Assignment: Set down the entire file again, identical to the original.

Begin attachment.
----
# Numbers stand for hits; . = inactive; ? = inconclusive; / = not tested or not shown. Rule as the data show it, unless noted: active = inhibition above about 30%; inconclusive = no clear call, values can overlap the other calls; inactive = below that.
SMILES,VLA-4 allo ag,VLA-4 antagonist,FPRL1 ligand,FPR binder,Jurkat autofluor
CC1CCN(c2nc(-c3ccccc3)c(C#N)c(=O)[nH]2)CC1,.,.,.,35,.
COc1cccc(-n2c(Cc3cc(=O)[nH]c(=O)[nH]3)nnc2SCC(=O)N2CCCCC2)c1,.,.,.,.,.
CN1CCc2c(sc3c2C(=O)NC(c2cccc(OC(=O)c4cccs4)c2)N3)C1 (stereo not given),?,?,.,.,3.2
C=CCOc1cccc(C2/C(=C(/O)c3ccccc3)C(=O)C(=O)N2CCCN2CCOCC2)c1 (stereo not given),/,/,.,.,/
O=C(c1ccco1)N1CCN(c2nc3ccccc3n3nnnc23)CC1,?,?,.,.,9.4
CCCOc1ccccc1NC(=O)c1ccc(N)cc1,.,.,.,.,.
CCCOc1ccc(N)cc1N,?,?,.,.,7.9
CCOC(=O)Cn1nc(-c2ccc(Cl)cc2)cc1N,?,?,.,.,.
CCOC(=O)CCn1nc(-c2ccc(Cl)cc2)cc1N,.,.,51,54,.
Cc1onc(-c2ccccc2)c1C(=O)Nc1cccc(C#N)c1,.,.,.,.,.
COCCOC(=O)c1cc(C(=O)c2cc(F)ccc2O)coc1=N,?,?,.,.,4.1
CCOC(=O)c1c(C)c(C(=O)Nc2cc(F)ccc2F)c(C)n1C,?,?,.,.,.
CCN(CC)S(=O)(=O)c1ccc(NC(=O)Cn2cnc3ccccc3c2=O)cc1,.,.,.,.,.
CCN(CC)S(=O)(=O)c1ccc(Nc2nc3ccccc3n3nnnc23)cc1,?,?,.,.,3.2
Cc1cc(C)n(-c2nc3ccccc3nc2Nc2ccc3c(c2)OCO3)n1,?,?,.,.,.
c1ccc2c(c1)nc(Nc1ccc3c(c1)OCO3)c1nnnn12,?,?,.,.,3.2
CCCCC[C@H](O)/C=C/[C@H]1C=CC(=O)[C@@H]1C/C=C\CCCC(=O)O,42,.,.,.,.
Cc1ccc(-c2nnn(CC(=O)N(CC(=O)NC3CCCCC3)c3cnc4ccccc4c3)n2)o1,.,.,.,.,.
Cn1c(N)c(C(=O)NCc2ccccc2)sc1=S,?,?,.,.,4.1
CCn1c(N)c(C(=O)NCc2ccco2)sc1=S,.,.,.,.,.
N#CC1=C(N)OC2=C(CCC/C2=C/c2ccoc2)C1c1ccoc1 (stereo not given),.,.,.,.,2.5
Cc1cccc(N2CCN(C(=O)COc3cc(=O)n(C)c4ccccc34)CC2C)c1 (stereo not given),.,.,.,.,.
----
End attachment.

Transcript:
# Numbers stand for hits; . = inactive; ? = inconclusive; / = not tested or not shown. Rule as the data show it, unless noted: active = inhibition above about 30%; inconclusive = no clear call, values can overlap the other calls; inactive = below that.
SMILES,VLA-4 allo ag,VLA-4 antagonist,FPRL1 ligand,FPR binder,Jurkat autofluor
CC1CCN(c2nc(-c3ccccc3)c(C#N)c(=O)[nH]2)CC1,.,.,.,35,.
COc1cccc(-n2c(Cc3cc(=O)[nH]c(=O)[nH]3)nnc2SCC(=O)N2CCCCC2)c1,.,.,.,.,.
CN1CCc2c(sc3c2C(=O)NC(c2cccc(OC(=O)c4cccs4)c2)N3)C1 (stereo not given),?,?,.,.,3.2
C=CCOc1cccc(C2/C(=C(/O)c3ccccc3)C(=O)C(=O)N2CCCN2CCOCC2)c1 (stereo not given),/,/,.,.,/
O=C(c1ccco1)N1CCN(c2nc3ccccc3n3nnnc23)CC1,?,?,.,.,9.4
CCCOc1ccccc1NC(=O)c1ccc(N)cc1,.,.,.,.,.
CCCOc1ccc(N)cc1N,?,?,.,.,7.9
CCOC(=O)Cn1nc(-c2ccc(Cl)cc2)cc1N,?,?,.,.,.
CCOC(=O)CCn1nc(-c2ccc(Cl)cc2)cc1N,.,.,51,54,.
Cc1onc(-c2ccccc2)c1C(=O)Nc1cccc(C#N)c1,.,.,.,.,.
COCCOC(=O)c1cc(C(=O)c2cc(F)ccc2O)coc1=N,?,?,.,.,4.1
CCOC(=O)c1c(C)c(C(=O)Nc2cc(F)ccc2F)c(C)n1C,?,?,.,.,.
CCN(CC)S(=O)(=O)c1ccc(NC(=O)Cn2cnc3ccccc3c2=O)cc1,.,.,.,.,.
CCN(CC)S(=O)(=O)c1ccc(Nc2nc3ccccc3n3nnnc23)cc1,?,?,.,.,3.2
Cc1cc(C)n(-c2nc3ccccc3nc2Nc2ccc3c(c2)OCO3)n1,?,?,.,.,.
c1ccc2c(c1)nc(Nc1ccc3c(c1)OCO3)c1nnnn12,?,?,.,.,3.2
CCCCC[C@H](O)/C=C/[C@H]1C=CC(=O)[C@@H]1C/C=C\CCCC(=O)O,42,.,.,.,.
Cc1ccc(-c2nnn(CC(=O)N(CC(=O)NC3CCCCC3)c3cnc4ccccc4c3)n2)o1,.,.,.,.,.
Cn1c(N)c(C(=O)NCc2ccccc2)sc1=S,?,?,.,.,4.1
CCn1c(N)c(C(=O)NCc2ccco2)sc1=S,.,.,.,.,.
N#CC1=C(N)OC2=C(CCC/C2=C/c2ccoc2)C1c1ccoc1 (stereo not given),.,.,.,.,2.5
Cc1cccc(N2CCN(C(=O)COc3cc(=O)n(C)c4ccccc34)CC2C)c1 (stereo not given),.,.,.,.,.